According to The Washington Post, 18 months ago, Lynette Mattke’s husband, Manuel, brought home an iPod Touch. Mattke went looking in the iTunes applications store for audio books. She found very little geared for young kids.
Four months later, she started working on a picture book app for babies, toddlers and grade schoolers called PicPocket Books and soon after co-founded a consortium of independent developers of educational apps called Moms With Apps that acts as an entrepreneurial support group as well as a brand.
Since her goal is to foster a love of reading, Mattke takes pains when adapting books for mobile phones to remain faithful to the original text. She uses largely static images with a few minor enhancements: a narrator, words that light up as they are spoken and a touch of clever animation.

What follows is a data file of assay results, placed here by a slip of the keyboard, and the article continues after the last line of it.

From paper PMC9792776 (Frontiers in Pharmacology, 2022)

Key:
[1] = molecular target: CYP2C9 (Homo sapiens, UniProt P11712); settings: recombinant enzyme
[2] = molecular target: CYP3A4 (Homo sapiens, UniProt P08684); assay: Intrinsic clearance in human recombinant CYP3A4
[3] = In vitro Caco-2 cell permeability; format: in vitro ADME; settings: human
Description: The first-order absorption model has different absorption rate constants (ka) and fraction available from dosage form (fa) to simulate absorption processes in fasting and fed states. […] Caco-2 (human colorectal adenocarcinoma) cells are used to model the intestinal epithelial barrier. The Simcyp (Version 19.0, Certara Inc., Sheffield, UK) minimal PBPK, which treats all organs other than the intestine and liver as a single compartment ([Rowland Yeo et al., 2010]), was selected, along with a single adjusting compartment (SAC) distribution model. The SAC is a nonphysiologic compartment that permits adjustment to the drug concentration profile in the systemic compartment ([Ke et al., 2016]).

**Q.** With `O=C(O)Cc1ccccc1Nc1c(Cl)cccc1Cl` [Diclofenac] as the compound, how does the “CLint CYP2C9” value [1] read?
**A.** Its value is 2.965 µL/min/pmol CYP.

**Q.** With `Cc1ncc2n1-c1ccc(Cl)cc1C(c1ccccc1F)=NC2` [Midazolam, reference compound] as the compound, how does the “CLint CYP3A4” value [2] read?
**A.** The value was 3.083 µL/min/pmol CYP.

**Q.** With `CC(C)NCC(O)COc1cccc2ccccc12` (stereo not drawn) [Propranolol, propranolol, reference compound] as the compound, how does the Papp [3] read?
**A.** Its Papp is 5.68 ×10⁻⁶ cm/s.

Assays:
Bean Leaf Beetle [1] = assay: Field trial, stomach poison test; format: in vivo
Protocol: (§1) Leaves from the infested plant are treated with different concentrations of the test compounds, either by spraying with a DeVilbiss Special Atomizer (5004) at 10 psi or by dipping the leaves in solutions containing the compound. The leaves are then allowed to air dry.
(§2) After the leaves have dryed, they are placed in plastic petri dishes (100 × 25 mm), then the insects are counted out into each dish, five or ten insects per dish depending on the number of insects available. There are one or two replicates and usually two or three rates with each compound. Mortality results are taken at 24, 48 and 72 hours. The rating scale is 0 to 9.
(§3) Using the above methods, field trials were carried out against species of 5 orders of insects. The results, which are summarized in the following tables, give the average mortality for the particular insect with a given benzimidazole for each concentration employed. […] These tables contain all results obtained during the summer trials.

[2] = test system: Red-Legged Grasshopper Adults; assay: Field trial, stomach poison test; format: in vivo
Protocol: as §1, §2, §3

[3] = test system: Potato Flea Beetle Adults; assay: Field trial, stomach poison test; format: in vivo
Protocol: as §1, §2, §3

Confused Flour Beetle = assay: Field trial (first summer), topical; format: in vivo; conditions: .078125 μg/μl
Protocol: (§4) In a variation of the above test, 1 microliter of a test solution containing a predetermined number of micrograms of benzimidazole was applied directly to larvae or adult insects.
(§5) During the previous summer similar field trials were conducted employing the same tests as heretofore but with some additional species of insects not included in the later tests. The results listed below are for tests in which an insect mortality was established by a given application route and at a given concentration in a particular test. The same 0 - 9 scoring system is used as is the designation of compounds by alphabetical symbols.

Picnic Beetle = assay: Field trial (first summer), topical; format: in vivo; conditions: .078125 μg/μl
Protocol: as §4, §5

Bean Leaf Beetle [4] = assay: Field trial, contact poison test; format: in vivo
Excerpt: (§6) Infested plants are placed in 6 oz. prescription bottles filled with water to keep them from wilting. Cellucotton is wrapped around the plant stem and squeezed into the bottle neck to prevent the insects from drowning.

The result is not quite like reading a book, but not quite like watching a video either. Mattke alludes to the hybrid nature of the experience on a promotional video, in which she asks her beta testers Miles and Lila Grovic, “Do you watch or do you read?”
As of November, 60 percent of the 25 top-selling apps were for toddlers, according to an analysis done by the Joan Ganz Cooney Center at Sesame Workshop. A PicPocket book costs between 99 cents and $3.99. Apple takes 30 percent off the top. The balance is split among the publishers, voice-over talent, technical folks and Mattke, who said PicPocket is already profitable enough to work as a second income.
Photo by The Washington Post.